Washington D.C. Travel Guide
Washington D.C. is an interesting place. As the capital of the country and with a mix of people from around the world, there is a lot of diversity here. While the members of congress and those who attend to them spend lots of money, much of the city is quite poor and very dangerous. You just don’t go to certain parts of the city. However, mixed in with that is a big student population that keeps the city lively; tons of tourists visiting from all over the world; and a huge amount of museums and historic sites to visit. There’s a lot to keep you busy in this city.
Hostel prices – Dorm rooms cost between $20-30 USD while private rooms begin at $80 USD per night for a twin room. There are not a lot of options for private hostel rooms here.
Budget hotel prices – D.C. isn’t cheap, especially during the summer when the city is packed. Budget hotels cost between $80-150 USD per night.
Average cost of food – There are plenty of cheap options throughout the city and most meals are under $15 USD. There are plenty of sandwich shops for under $10 USD. A week’s necessities from the grocery store are about $30-60 USD. A nice dinner with wine will cost you around $35 USD.
Transportation costs – You can get a Metrorail Day Pass for $14 USD, and the metro travels all over the city. There are many surcharges in D.C. on taxi rides, such as a $1.50 USD surcharge per passenger over 2 passengers. Taxes will costs you $14 USD and up depending on your zone.
Money Saving Tips
Get entertainment for free – The Kennedy Center’s Millennium Stage offers free performances on a nightly asis. Some theaters offers student and senior pricing and you can also save money by purchasing last-minute tickets.
Free outdoor theater – During the summer months free outdoor movies have become popular and are offered at many places around the region.
Find the cheap restaurants – Head over to Georgetown or DuPont Circle and enjoy great food at a great discount.
Top Things to See and Do
Explore the Smithsonian Museums – These museums contain information about everything. From the museum on space, history, nature, art, and more, you’ll never be without something to learn. All the museums are free and they even have free wi-fi. Two of the museums offer IMAX movies and if you save your stub, you can get a second movie for four dollars.
Visit the Holocaust Museum – The Holocaust museum is both wonderful and heart-wrenching at the same time- wonderful because it is so well done and heart-wrenching because, well, it’s the holocaust.
Check out the monuments – All the major monuments are around the National Mall are free and the better part of a day can be spent seeing them. I’m a big fan of the Franklin D. Roosevelt monument- it’s not that well known, it’s relaxing, and not very crowded. There are so many monuments here that you’ll be able to fill a good three or four days with them.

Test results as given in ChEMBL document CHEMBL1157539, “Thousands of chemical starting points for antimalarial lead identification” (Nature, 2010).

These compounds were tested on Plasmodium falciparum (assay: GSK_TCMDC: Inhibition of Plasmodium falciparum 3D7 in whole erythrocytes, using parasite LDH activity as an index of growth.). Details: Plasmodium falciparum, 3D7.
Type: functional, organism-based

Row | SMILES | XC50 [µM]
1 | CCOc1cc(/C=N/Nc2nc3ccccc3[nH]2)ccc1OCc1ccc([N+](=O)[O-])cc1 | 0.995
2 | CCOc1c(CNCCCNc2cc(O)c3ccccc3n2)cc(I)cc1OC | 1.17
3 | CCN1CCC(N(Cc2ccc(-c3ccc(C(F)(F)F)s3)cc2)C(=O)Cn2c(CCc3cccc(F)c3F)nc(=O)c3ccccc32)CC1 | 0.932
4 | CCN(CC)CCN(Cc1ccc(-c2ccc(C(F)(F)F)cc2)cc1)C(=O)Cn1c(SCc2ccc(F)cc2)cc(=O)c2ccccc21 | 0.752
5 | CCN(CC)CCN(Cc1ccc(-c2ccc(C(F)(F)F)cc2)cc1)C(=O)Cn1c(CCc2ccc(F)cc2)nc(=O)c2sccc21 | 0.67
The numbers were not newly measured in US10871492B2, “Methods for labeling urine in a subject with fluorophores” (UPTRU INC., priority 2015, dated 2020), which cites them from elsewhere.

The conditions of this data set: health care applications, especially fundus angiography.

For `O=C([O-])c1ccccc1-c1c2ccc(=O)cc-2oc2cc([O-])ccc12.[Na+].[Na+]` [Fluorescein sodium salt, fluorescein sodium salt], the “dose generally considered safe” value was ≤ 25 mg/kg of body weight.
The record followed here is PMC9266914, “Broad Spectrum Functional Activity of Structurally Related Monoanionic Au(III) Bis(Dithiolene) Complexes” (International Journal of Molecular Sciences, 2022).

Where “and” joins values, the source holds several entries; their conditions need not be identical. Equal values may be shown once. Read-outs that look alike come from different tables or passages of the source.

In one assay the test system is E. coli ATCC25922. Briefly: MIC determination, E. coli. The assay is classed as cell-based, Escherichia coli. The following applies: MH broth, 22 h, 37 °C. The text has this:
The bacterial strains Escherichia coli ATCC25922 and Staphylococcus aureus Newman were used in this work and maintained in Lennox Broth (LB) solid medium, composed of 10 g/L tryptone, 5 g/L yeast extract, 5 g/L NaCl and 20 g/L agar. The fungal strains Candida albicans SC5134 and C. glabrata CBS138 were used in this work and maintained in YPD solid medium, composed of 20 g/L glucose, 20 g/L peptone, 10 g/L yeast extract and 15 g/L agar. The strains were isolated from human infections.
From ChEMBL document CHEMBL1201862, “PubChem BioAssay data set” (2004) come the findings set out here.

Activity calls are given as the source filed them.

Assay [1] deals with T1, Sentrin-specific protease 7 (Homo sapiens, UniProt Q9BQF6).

Visit the Supreme Court – The Supreme Court is free to enter and there are 40-minute lectures in the main hall for free and will teach you about the history of the court and how it works.
Tour the Capital Building – The Capital offers free tours throughout the day. Tickets are available at 8:30 am on a first come, first serve basis.
Take a walk through Georgetown – Georgetown is the capital’s historic waterfront which today is bustling with activity. The area is a shopper’s paradise and the streets are lined with restaurants from every ethnicity. Take a tour of historic sites, do some shopping and enjoy a meal at a local restaurant.
Tour the White House – Take a tour of the spot where the most powerful man in the world lives. You have to apply in advance to get tickets as there are security screenings you need to go through.
Visit the National Zoo – A great activity, especially if you have kids. You can see a very wide selection of animals here and they often have special exhibits. Moreover, as part of the Smithsonian, this zoo is also free.
Visit Arlington National Cemetery – Visit the memorial to war veterans and the resting places of President John F. Kennedy along with his wife Jacqueline Kennedy Onassis and their two children, with brother Bobby nearby. JFK’s grave is marked by an eternal flame. Nearby you can find the Tomb of the Unknown soldier.
Visit the Spy Museum – One of D.C.’s most popular attractions happens to be a pretty fun one — the International Spy Museum. Learn a thing or two about espionage through the museum’s many interactive exhibits, artifacts and film clips. See shoes with fake bottoms, photos of infamous spies, and interviews with former intelligence officers.
See the Cherry Blossoms – If you’re in Washington D.C. around March or April (or better yet, the transition between the two), you may be just in time for the Cherry Blossom Festival. The Tidal Basin has many cherry blossom trees, which were a gift from Japan to the United States. Their blossoming is marked by a celebration that includes concerts and fireworks. The flowers themselves are beautiful, and make for wonderful photo opportunities.
Visit Old Town Alexandria – Craving some more history? Head across the river to Old Town Alexandria, a small town with cobblestone streets and dotted with colonial buildings and historic landmarks.